Photo Credit: Dallas Morning News
On Thursday, April 20, SpaceX successfully launched the most potent rocket ever created, but only a short time later, when the 120-meter-tall Starship spacecraft was leaving the launch pad in Boca Chica, Texas, it lost control and exploded in midair.
Despite the fiery end, Elon Musk’s commercial spaceflight company hailed the initial test flight as a success because it provided a wealth of information for the team to use to refine the rocket’s design before attempting a full flight that would see the upper stage of the vehicle reach orbit for the first time.
Immediately following the mission’s dramatic conclusion, it was evident that a significant amount of dust and debris from the launch and explosion had fallen over a large area. On Thursday, a Bloomberg report revealed that the damage included a 3.5-acre fire in Boca Chica State Park that was later put out.
Photo Credit: San Antonio Express News
The launch destroyed the pad, according to the Texas division of the U.S. Fish and Wildlife Service, launching concrete, steel, and other components into the air before they crashed back to earth.
“Impacts from the launch include numerous large concrete chunks, stainless steel sheets, metal, and other objects hurled thousands of feet away along with a plume cloud of pulverized concrete that deposited material up to 6.5 miles northwest of the pad site,” the wildlife service stated in a statement seen by the Houston Chronicle. It was also mentioned that no dead wildlife or other creatures had yet been discovered in the impacted areas.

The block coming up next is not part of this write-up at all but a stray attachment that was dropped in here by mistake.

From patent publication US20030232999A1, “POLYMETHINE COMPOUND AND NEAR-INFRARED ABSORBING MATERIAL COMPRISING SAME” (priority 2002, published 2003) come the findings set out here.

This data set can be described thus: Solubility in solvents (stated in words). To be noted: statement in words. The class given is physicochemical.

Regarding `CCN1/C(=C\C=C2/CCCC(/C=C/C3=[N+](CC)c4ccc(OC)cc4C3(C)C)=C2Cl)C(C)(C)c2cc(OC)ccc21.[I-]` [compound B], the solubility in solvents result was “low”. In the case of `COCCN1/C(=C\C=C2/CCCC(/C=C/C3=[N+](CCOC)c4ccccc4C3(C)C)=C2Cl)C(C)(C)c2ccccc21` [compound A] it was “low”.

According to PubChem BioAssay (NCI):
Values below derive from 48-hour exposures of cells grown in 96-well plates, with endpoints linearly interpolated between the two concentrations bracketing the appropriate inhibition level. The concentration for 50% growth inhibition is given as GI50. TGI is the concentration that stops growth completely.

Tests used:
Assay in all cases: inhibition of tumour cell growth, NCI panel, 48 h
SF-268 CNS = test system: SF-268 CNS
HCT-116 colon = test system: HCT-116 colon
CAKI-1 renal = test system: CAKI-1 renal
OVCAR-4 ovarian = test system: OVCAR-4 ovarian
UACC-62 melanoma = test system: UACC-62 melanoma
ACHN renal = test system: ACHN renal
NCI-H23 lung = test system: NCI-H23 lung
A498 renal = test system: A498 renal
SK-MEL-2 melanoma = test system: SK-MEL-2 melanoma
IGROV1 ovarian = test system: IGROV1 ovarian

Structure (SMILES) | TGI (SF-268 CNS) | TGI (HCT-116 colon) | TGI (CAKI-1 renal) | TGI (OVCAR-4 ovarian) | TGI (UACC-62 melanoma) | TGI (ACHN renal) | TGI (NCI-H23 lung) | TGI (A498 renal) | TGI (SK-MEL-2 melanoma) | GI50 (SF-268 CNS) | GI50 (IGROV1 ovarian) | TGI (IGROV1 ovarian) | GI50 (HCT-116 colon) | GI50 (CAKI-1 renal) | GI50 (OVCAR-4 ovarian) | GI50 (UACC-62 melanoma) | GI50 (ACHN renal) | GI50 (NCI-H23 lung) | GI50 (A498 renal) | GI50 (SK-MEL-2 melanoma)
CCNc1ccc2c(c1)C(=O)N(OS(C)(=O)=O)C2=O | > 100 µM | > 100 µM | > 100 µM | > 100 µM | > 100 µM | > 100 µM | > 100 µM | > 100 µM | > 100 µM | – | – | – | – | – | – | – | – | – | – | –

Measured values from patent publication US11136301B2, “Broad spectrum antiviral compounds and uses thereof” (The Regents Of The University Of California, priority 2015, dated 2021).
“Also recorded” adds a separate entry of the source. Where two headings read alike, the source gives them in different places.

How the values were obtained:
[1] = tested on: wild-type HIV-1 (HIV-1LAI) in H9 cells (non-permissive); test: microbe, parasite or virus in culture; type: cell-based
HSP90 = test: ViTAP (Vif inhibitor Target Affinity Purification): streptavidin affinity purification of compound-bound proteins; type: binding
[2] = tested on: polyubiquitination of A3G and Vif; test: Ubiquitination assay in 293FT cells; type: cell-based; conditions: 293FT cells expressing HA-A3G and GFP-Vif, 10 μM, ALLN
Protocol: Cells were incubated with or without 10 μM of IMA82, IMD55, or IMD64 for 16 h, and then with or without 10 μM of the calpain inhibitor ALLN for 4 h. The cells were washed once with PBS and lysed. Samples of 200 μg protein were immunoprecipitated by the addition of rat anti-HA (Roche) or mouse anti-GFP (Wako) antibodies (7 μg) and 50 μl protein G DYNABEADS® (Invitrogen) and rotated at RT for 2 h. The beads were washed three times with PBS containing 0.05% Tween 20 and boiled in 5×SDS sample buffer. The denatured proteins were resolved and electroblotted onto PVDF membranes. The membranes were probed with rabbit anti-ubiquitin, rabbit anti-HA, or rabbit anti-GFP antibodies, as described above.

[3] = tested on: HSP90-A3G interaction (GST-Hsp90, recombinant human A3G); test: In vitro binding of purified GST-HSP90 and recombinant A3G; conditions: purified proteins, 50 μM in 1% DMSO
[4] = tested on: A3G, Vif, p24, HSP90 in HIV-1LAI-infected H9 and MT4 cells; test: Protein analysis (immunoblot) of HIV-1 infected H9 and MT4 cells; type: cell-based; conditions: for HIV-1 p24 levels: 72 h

Residents of Port Isabel, a tiny town approximately 6 miles from SpaceX’s launch complex, also stated that after the launch, dust started to fall on the area, which wasn’t what they had anticipated.
The Federal Aviation Administration (FAA) confirmed shortly after the failed Starship flight that it had launched a “mishap investigation” into the incident.
“An anomaly occurred during the ascent and prior to stage separation, resulting in a loss of the vehicle,” the FAA stated. “No injuries or damage to public property have been reported.”
It continued, saying that a return to flight of the Starship—which consists of the Super Heavy first stage and the Starship upper stage spacecraft—is “based on the FAA determining that any system, process, or procedure related to the mishap does not affect public safety,” adding that “this is standard practice for all mishap investigations.”
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It’s unclear when the Starship will take off on its second test flight because SpaceX must replace its destroyed launch pad and the FAA must finish its investigation in a way that allows SpaceX to resume flights from Boca Chica.
Since China plans to employ a modified version of the upper stage for the first crewed lunar landing since 1972, NASA, for one, will be closely monitoring progress. The mission is scheduled to launch in 2025, although that deadline can change.